China’s Foreign Capital Withdrawal: Will it come back in the future?

January 17, 2024
Xie Jiu
Editor of Sanlian Lifeweek Magazine
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Since the beginning of the reform and opening-up policy, China has been an attractive destination for global capital. However, in recent years, some foreign investments have started to withdraw from China. In the first eleven months of 2023, the actual use of foreign capital in China decreased by 10% compared to the previous year, marking a rare negative growth in several years. So, is the withdrawal of foreign capital from China a temporary capital flow or a long-term trend? Will the foreign investments that have left China return in the future?

The withdrawal of foreign capital did not start last year; it has been happening in recent years. However, in 2023, the phenomenon of Foreign Direct Investment (FDI) entering negative growth surfaced, attracting greater attention on a broader scale.

The recent wave of foreign capital withdrawal can be divided into two stages. The first stage occurred before the pandemic when the global industrial chain began to shift from China to Southeast Asia, Africa, and other regions. The main reason for this round of foreign capital withdrawal was the rising labor and land costs in China, prompting foreign investments to move to cheaper countries and regions.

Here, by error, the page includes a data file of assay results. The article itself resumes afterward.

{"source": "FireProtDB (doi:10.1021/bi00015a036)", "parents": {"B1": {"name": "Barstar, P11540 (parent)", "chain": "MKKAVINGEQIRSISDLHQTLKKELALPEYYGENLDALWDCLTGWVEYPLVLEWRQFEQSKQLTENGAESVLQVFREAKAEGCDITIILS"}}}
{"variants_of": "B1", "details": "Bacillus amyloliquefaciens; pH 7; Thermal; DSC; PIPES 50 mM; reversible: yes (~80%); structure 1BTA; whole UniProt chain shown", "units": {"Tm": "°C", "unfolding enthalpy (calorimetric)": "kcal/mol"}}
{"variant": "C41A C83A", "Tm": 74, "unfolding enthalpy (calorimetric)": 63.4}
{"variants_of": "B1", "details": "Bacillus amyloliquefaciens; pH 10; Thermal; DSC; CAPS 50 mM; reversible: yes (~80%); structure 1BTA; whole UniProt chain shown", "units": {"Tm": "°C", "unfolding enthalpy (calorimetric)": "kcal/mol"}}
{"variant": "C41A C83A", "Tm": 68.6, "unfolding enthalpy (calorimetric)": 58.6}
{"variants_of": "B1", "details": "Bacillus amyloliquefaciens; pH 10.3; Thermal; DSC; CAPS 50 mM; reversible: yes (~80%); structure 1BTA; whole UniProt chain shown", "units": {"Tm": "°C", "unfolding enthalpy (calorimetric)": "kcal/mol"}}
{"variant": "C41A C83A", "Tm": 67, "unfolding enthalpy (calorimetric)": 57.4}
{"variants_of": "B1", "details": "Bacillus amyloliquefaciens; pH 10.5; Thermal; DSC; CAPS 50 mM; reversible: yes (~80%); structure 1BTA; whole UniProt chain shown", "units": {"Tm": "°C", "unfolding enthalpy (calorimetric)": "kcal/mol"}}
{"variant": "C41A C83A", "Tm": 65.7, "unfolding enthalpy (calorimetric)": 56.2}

The second stage of foreign capital withdrawal occurred after the pandemic and is more related to factors such as geopolitics. After the outbreak of the pandemic in 2020, there was a trend of deglobalization. Due to the disruptions in the supply chain caused by the pandemic, many countries began to rethink the risks of over-concentration in certain countries in the industrial chain, especially China, which was the center of the global supply chain. In the early stages of the pandemic, many countries faced the risk of supply chain disruption. Consequently, many countries started to diversify their industrial chains to avoid putting all their eggs in one basket.

In addition, the cooling of China-US relations and a certain degree of decoupling have had a profound impact on the transfer of foreign investments from China.